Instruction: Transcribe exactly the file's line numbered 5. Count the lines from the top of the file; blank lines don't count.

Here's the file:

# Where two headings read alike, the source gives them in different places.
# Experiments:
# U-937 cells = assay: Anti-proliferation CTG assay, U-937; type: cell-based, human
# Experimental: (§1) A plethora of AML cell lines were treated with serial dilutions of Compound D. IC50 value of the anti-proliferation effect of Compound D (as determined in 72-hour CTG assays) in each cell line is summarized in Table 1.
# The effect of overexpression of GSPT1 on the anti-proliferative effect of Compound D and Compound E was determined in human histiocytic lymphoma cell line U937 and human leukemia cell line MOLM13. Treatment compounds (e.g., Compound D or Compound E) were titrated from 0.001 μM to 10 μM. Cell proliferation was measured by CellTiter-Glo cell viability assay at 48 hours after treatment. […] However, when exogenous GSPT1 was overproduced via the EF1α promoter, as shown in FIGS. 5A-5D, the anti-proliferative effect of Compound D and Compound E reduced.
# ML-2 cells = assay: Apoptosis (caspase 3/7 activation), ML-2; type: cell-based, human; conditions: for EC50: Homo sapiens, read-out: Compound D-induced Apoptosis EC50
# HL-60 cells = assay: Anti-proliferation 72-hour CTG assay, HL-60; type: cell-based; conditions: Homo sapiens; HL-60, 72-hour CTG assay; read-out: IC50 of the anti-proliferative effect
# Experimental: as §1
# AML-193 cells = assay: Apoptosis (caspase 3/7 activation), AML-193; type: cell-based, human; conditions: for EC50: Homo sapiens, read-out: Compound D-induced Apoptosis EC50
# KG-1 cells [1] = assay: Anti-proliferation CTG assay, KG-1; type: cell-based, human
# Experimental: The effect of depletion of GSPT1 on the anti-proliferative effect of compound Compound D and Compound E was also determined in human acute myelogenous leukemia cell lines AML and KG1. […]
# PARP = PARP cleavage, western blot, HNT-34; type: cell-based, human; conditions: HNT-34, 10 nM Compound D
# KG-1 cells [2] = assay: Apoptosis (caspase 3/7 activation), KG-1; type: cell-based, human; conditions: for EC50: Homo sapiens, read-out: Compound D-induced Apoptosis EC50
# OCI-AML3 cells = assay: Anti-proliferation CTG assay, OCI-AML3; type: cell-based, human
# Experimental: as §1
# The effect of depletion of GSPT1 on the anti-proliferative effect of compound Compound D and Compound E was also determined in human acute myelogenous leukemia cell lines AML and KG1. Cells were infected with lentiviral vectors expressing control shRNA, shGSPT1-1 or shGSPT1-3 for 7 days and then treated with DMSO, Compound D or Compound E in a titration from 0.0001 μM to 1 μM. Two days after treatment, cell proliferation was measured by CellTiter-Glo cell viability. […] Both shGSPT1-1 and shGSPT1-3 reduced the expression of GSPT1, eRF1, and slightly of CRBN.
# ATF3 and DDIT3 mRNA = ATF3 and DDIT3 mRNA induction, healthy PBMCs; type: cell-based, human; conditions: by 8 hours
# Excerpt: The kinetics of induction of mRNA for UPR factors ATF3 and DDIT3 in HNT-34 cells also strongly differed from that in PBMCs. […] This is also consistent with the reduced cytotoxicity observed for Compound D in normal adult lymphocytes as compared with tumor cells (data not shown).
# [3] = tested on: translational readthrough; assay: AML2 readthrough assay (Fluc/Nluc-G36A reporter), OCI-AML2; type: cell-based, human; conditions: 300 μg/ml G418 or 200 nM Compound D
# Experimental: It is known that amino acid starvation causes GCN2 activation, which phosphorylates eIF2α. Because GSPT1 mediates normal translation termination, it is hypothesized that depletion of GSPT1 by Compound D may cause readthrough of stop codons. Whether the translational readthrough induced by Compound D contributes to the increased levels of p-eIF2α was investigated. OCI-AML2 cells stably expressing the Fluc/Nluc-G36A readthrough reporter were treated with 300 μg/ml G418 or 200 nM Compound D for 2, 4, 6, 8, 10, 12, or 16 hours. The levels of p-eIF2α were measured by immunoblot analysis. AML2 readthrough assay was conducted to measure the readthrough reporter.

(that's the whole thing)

# The effect of overexpression of GSPT1 on the anti-proliferative effect of Compound D and Compound E was determined in human histiocytic lymphoma cell line U937 and human leukemia cell line MOLM13. Treatment compounds (e.g., Compound D or Compound E) were titrated from 0.001 μM to 10 μM. Cell proliferation was measured by CellTiter-Glo cell viability assay at 48 hours after treatment. […] However, when exogenous GSPT1 was overproduced via the EF1α promoter, as shown in FIGS. 5A-5D, the anti-proliferative effect of Compound D and Compound E reduced.